Your Guide to Farmland Investing: Making Money With Arable Assets

Chart displaying average farm real estate value over 20 years

Source: USDA Land Values 2021 Summary

Real estate has been one of the safest and most reliable investments for decades. Usually, when people discuss this market, they’re discussing commercial or residential property as the biggest cities continue to sprawl outward and create miles of suburbia. 

Despite it holding many beneficial qualities for even the most low-level investor, the farmland market is often overlooked.

The attraction to farmland is understandable; it’s a tangible asset that you can see, touch, and feel. Unlike stocks or even gold, farmland is something that people need and will always need for sustenance. 

Arable land is inherently scarce–there is a finite amount of it available in the United States–and the food demand continues to rise as the population grows. Yet, it can still sometimes be difficult to conceptualize the process of investing in it. 

There are real roadblocks in the way for many investors. The main is that, unless you are buying the property directly (something we’ll get into further down), it can be difficult to invest solely in the land and not the operation

Given that immediate challenge, it can be easy to turn to something with a little more media coverage or modern appeal and miss out on the chance to make real money off the land. 

In this article, we’ll go over the various ways to invest in farmland, examine the benefits and disadvantages of having it in your portfolio, and walk you through how to decide on whether or not you want to get involved. 

What is Farmland Investing?

What is farmland investing, exactly? Put simply, it is investing in the land which is used to grow crops or raise livestock through a variety of different ownership methods. This can be challenging, without knowing where to look. Luckily, we’re here to break down the most common avenues to pursue.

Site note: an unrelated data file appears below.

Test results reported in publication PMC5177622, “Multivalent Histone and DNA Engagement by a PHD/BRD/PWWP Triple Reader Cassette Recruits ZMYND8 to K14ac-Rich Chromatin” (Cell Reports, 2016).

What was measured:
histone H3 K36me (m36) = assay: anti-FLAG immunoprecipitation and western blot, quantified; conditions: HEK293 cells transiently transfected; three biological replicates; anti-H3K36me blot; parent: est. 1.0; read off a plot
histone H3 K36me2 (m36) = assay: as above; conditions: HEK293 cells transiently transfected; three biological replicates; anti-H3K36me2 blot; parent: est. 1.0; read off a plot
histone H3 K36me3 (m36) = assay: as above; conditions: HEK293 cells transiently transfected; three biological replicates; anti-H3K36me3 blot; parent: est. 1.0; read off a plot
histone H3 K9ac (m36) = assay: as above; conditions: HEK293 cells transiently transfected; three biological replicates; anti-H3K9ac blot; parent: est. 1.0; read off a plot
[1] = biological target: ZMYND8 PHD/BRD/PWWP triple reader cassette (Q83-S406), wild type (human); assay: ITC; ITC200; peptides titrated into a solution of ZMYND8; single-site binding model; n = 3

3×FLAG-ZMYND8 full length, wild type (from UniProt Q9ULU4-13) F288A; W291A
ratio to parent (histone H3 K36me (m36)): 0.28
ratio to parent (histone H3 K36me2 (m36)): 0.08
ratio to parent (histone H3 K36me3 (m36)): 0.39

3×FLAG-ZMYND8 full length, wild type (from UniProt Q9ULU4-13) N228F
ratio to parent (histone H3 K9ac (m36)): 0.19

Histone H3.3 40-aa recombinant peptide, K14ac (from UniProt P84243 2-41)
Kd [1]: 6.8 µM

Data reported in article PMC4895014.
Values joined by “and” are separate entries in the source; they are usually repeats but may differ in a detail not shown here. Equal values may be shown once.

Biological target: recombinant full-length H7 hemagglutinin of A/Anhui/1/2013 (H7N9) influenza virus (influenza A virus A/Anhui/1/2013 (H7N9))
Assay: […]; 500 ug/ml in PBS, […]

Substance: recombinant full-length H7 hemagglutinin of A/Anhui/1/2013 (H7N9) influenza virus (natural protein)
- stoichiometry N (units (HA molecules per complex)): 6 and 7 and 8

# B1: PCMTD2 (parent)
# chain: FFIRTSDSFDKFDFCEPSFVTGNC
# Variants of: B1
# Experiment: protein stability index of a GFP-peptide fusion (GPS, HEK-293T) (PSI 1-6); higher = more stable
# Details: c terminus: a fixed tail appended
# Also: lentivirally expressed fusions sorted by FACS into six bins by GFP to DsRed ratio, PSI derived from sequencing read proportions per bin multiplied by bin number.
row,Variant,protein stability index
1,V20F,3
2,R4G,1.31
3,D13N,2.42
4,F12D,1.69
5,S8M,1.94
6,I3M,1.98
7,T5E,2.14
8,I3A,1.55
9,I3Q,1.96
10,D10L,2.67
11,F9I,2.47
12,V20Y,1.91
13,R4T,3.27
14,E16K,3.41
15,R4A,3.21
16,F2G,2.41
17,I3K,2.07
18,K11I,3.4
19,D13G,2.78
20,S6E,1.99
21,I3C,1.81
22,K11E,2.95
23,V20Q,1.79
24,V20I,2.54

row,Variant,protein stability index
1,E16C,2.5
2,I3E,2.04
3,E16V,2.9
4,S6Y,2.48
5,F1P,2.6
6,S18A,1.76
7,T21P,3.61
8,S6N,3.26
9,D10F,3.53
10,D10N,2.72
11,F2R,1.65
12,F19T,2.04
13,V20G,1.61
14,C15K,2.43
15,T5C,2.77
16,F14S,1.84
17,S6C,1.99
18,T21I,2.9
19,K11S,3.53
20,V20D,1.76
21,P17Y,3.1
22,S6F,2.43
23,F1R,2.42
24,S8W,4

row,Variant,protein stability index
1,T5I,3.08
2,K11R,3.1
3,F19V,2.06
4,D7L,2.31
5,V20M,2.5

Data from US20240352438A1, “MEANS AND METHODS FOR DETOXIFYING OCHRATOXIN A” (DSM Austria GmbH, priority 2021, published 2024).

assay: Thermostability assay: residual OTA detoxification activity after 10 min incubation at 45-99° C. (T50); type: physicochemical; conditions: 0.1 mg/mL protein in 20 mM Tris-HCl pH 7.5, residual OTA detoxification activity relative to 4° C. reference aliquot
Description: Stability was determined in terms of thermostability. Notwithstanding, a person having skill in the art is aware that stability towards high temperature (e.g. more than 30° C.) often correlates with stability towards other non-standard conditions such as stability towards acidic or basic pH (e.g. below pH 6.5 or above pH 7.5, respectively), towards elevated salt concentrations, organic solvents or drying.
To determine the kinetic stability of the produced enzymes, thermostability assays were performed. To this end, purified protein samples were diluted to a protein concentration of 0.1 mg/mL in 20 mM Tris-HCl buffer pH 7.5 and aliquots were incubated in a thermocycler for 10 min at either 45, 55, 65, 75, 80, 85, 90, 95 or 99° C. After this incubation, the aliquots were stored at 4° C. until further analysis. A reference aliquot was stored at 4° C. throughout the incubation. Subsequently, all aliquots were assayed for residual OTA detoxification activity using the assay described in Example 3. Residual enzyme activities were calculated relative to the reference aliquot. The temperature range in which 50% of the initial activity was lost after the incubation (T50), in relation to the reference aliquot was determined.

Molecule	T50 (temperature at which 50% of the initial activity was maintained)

ETFs

An Exchange-Traded Fund (ETF), is an investment security that tracks a particular market or index. In this case, no fund is completely made up of farmland ownership, meaning these ETFs track a particular agricultural commodity or sector. 

For example, there is the Invesco DB Agriculture Fund (DBA), which tracks a broad range of agriculture commodities including corn (13.7%), wheat (13.6%), soybeans (12.99%), coffee (10.72%), and many others. 

This kind of diversified portfolio allows investors to gain exposure to farmland and the agriculture industry as a whole, without having to do all of the research and legwork that comes with picking a particular crop or location. 

It also is directly tied to the land itself, since the value of each commodity–crop prices–goes into the value of the fund. As land gets more and more scarce, ETFs such as this will likely become more and more popular.

As with any investment, it is important to do your research before buying into an ETF. Make sure you understand what the fund holds and how it will perform in different market conditions. 

Also note that as with all ETFs, when you buy shares in one you are buying into a fund that is diversified across a large number of holdings. This lessens your risk as an investor, but it also means that any one company or sector represented in the fund will have a smaller impact on its overall performance.

Agriculture Mutual Funds

Similar to an ETF, a mutual fund is a collection of stocks and/or bonds. The advantage of a mutual fund is that the investor does not have to select the individual stocks or bonds.

Instead, the investor’s money is pooled with that of other investors and professionally managed. This allows the fund manager to purchase a variety of assets to spread out risk and provide a more diversified investment. 

As you might expect, agriculture mutual funds invest in companies that are involved in agriculture-related businesses. This could include anything from farming and ranching to food production and processing. 

The appeal of an agriculture mutual fund is pretty straightforward: by investing in these companies, you’re betting on the continued growth of the agriculture industry. This could be a good strategy if you believe that population growth and increased demand from developing countries will result in more profits for agricultural businesses.

Real Estate Investment Trusts